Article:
The Boeing Airbus WTO dispute is undoubtedly the longest lasting and most expensive trade dispute. Both the United Stated and the EU have provided illegal subsidies to their LCA industry. The Trump administration escalated the dispute. It is now up to the Biden administration to end this dispute, which is hurting US/EU industries and transatlantic trade.
By Diana Mautner Markhof, 29.01.2021.
As the world continues its battle against COVID-19 and the US faces unprecedented internal divisions and threats, there will likely be no quick end to the trans-Atlantic trade war between the EU and the US. The WTO dispute over illegal subsidies given to Boeing and Airbus started in the early 1990s, which were driven by protectionist policies and domestic politics.
The large civil aircraft (LCA) industry is an extremely important economic factor for the United States and the European Union. As a stand-alone industry, it employs hundreds of thousands, has huge spill-over effects in many other industries and is essential for national security. Competition in the LCA industry has been low owing to high entry barriers to the market. Before Airbus entered the market, Boeing was the undisputed world monopolist.
After years of tariffs and countermeasures, the EU had hoped to achieve an end to the never-ending legal battle in the WTO before President Trump left office on January 20. The European Commission’s latest attempt to reach a deal with the Trump administration in December 2020 did not achieve anything. The EU had offered to remove USD 4 billion retaliatory tariffs on US goods if the US agreed to the removal of USD 7.5 billion on European products. Whisky, olive oil, cheese, sweet biscuits, wines, tractors, video games, ketchup and citrus fruits are but a few of the products on which tariffs have been placed.
It is hard to predict how long this dispute will continue. Throughout the WTO legal battle, neither the US nor the EU has backed down; both sides claim full compliance with the respective Appellate Body (AB) Reports of the WTO, while the legal costs to each side are the highest ever for a WTO legal dispute. The WTO dispute settlement mechanism has come to be judged by how it has coped with this dispute, which, taken as a whole, is the longest legal dispute in the history of the WTO.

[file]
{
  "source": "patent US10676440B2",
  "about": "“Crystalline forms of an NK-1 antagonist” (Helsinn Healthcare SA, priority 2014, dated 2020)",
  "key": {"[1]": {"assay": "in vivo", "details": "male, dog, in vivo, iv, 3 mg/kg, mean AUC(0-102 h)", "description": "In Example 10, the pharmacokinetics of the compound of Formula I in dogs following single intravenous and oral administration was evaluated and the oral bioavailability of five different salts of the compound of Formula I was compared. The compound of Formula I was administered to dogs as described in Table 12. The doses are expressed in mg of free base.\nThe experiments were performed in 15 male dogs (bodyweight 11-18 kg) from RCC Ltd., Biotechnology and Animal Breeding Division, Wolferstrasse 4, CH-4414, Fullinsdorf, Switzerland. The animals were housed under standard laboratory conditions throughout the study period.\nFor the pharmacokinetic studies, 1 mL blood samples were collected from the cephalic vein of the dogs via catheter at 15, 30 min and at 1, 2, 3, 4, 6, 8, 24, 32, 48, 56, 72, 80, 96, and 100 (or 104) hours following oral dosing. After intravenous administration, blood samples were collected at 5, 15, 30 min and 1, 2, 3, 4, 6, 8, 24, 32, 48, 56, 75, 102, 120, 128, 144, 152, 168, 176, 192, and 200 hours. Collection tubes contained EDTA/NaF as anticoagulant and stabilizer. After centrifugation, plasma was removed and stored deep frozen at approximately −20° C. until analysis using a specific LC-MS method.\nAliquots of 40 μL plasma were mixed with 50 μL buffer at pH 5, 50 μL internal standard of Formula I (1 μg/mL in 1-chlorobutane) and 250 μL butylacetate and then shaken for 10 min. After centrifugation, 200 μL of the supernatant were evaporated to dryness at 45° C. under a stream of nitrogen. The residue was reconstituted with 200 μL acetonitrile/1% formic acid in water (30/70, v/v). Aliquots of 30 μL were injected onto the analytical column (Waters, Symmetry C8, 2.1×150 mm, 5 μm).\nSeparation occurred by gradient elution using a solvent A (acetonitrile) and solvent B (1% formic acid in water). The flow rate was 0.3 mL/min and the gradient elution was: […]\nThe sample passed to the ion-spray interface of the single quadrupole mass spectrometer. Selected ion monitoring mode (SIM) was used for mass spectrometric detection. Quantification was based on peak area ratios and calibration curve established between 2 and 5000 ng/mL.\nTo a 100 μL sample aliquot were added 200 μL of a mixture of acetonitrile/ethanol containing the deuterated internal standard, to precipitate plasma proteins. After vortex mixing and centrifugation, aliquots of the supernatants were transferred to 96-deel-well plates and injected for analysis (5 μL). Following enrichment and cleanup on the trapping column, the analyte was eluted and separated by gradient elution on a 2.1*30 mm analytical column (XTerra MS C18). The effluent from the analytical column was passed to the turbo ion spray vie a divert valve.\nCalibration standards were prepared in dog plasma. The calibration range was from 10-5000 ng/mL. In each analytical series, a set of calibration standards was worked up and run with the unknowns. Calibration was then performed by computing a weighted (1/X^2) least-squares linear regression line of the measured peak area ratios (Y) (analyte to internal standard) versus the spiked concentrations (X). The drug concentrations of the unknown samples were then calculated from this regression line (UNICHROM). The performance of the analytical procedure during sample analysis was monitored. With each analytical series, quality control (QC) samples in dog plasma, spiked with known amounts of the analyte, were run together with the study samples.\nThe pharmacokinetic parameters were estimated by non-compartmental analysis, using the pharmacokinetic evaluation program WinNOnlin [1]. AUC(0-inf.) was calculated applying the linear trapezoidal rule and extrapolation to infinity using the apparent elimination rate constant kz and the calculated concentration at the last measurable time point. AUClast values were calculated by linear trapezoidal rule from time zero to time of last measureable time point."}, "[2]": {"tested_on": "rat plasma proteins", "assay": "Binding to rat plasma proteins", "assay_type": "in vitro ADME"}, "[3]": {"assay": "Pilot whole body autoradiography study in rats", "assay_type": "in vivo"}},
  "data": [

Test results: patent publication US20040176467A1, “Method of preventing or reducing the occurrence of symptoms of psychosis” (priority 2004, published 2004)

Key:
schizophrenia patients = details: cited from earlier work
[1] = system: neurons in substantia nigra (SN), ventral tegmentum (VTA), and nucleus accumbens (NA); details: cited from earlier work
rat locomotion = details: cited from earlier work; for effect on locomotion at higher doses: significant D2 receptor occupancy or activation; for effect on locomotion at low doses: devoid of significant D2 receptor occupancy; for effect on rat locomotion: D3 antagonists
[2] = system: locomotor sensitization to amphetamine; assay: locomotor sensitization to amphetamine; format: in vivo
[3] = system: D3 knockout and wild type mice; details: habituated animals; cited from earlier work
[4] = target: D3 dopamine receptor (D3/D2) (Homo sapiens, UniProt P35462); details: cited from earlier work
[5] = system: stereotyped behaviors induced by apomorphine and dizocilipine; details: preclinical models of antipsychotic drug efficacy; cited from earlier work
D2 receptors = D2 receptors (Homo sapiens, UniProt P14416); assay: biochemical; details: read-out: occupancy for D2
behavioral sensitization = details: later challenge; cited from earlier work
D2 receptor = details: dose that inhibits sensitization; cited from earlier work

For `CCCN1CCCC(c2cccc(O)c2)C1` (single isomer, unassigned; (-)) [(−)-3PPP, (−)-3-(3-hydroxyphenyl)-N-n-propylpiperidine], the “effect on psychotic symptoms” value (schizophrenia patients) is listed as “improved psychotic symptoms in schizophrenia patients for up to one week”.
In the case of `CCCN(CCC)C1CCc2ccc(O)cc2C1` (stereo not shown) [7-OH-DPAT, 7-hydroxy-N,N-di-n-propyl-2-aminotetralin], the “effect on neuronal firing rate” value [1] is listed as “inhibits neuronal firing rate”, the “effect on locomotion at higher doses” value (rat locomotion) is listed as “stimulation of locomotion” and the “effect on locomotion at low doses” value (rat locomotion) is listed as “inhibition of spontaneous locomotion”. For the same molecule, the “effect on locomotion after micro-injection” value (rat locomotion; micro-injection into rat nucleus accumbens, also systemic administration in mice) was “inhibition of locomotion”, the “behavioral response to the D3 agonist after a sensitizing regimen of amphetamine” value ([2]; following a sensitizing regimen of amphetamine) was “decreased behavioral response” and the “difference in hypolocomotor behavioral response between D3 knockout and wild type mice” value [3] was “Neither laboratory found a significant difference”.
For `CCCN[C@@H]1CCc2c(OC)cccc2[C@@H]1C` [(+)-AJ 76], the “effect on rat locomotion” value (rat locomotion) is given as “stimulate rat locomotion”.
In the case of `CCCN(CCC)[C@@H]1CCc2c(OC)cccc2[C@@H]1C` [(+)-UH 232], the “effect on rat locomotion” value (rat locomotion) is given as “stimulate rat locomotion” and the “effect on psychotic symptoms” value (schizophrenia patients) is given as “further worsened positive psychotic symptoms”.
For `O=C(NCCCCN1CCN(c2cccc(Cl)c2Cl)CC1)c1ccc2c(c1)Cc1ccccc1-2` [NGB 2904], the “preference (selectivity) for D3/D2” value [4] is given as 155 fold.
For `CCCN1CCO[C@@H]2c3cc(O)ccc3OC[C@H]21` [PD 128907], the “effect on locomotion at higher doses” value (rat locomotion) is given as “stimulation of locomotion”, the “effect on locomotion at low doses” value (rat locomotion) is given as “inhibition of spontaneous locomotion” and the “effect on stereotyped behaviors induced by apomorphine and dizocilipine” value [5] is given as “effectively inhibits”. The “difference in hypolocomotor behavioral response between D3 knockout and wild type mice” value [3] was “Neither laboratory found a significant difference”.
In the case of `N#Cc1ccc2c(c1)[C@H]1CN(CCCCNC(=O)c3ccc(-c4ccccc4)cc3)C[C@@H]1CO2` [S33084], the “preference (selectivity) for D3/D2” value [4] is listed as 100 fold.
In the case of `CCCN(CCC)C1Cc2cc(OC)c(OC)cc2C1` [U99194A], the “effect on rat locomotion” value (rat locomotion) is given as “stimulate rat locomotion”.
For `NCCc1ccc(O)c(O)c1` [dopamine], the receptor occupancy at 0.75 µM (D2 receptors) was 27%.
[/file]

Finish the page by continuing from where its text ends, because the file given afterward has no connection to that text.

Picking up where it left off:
The LCA industry includes the production of large-, medium- and small-sized civil aircraft, helicopters and aircraft engines, as well as related parts and components. It does not include military aircraft, although, undoubtedly, R&D for military and defense contracts has had positive spillover effects on the commercial airline industry, thus ultimately benefiting both the industry and its consumers.
The LCA industry is characterized by extremely high barriers to entry and large economies of scale. Any nation or group of nations seeking to join the club must subsidize their infant industries. Paradoxically, both Boeing and Airbus use the same suppliers to a great extent. These suppliers are located on both sides of the Atlantic. This spreading of risk has been labeled by the industry as the “system integration mode of production.” The initial investments in R&D, infrastructure and manpower are exorbitant, as are the huge capital requirements. This explains the coordinated European support for Airbus, which led to its success. Undoubtedly, Airbus would not have been able to compete in the LCA market without the grants and cheap financing provided by many major EU member states and the European Investment Bank.
The countries involved in this market are the EU, US, Canada, Russia, Japan, Brazil, Australia, South Korea and China as the newest entry. The LCA industry’s long investment cycles and the need to sell large numbers of aircraft to recover initial R&D costs have barred other competitors from entering the market. Without governmental support, no entry into this market is feasible. The argument of infant industry protection is employed by all entrants into this industry. China, as the newest entrant, has also proceeded to protect its infant LCA industry.
A successful commercial airline industry has positive synergies with the defense industry and vice versa. Neither the US nor the EU is willing to give this up. Together, military and commercial aircraft production have developed hand-in-hand, leading to aircraft technological developments and innovation. Needless to say, the military-industrial complex benefits from synergies with a strong LCA industry, as all commercial aircraft producers also play significant roles as military contractors. This overlap increases the economies of scale and provides important benefits for their R&D and production capacities. This overlap also hides government subsidies.
What the Boeing-Airbus disputes have also shown are the weaknesses of the WTO dispute resolution mechanism regarding disputes of such magnitude and complexity. In addition, COVID-19 has created an unprecedented crisis for the airline industry at large. Resolving this dispute, which has escalated into a trade war between the US and Europe, would be a win-win solution for both sides and strengthen their competitive positions vis-à-vis other global actors. The Biden administration and the EU will need a new approach if this dispute is to be resolved.
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